Are they sailing/driving this boat.

Discussion in 'English Only' started by rituparnahoymoy, Jul 5, 2018.

  1. rituparnahoymoy Senior Member

    Assamese -India
    [​IMG]

    Are they sailing/driving this boat. This kind of a boat.
     
  2. Uncle Jack

    Uncle Jack Senior Member

    Cumbria, UK
    British English
    I would say driving. At least, one of them is driving it.
     
  3. Packard

    Packard Senior Member

    USA, English
    At some point in the size of the boat I think it changes to "piloting". "Captain" is also a verb, and it means driving. "Skipper" is both a noun and a verb.

    But I would agree with Uncle Jack, a motor boat does not get "sailed", sailboats do.
     
  4. rituparnahoymoy Senior Member

    Assamese -India
    So if the boat gets bigger in size it should be appropriate to use piloting and captaining as the verbs. Like in this picture.

    [​IMG]
     
  5. DonnyB

    DonnyB Sixties Mod

    Coventry, UK
    English UK Southern Standard English
    I'm not so sure. There must come a point at which you can no longer use "drive": you don't drive an oil tanker, a cross-channel ferry or a luxury yacht. To me, "piloting" suggests manoeuvering the vessel in a confined space, while "captaining" implies being in charge of it. You could "steer" a vessel too close to the rocks so that it ran aground, but I'd have thought "sail" was the most usual all-purpose verb.
     
  6. Uncle Jack

    Uncle Jack Senior Member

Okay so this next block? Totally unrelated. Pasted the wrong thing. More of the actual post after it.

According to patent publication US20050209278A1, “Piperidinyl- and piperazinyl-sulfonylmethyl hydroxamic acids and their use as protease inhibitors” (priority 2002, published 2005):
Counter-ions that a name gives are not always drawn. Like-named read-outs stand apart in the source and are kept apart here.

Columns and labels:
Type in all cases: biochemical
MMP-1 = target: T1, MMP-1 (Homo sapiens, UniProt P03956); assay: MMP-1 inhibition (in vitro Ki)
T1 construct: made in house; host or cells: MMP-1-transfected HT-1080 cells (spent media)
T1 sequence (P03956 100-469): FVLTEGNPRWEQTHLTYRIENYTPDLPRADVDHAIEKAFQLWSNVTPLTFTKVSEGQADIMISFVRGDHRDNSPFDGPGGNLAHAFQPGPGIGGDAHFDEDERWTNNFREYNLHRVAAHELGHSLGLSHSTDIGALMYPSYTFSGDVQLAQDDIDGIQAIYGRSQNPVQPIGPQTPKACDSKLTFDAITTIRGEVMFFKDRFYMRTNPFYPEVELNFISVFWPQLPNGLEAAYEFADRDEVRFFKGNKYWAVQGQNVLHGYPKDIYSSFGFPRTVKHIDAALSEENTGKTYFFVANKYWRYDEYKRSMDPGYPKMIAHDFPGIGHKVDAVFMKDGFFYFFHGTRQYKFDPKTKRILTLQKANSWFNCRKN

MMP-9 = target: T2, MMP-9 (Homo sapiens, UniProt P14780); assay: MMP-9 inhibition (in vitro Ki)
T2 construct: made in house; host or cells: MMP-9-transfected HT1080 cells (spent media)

Cumbria, UK
    British English
    I, too, have no problem with "sail" being used as a verb for people navigating, steering and otherwise controlling a motorised boat, but when it comes to a small motorboat, punt, rowing boat, scull, kayak or canoe, where you can clearly make out what the people are doing and there is a specific term available to describe it, then I would always use the more specific term: Drive, punt, row, scull or paddle, as the case may be, or "sail", for people controlling a boat driven by the wind. In ordinary English there is overlap between "row" and "scull" and "row" and "paddle", but few people would look at a boat being propelled by oars or a punt and use the verb "sail" to describe what the people in the boat were doing (though they might describe the boat itself as sailing).
     
  7. Packard

    Packard Senior Member

    USA, English
    I would semi-arbitrarily say that a boat requires a pilothouse before there would be a pilot. Most yachts have a pilot house and many cruisers have both outdoors and indoors piloting arrangements.

    This 53 foot Hatteras has both an indoors (pilothouse) and a outdoor wheel with engine controls, and the boat can be piloted from either. The pilot can be seen in the outdoors station in the photo.

    I agree that a captain sounds like someone barking orders, more that steering a ship. ("Right full rudder. Full speed ahead!")

    [​IMG]

    Here is the interior pilothouse:
    [​IMG]

    I had assumed that "pilot house" was two words. It is not. (I learned something new today!)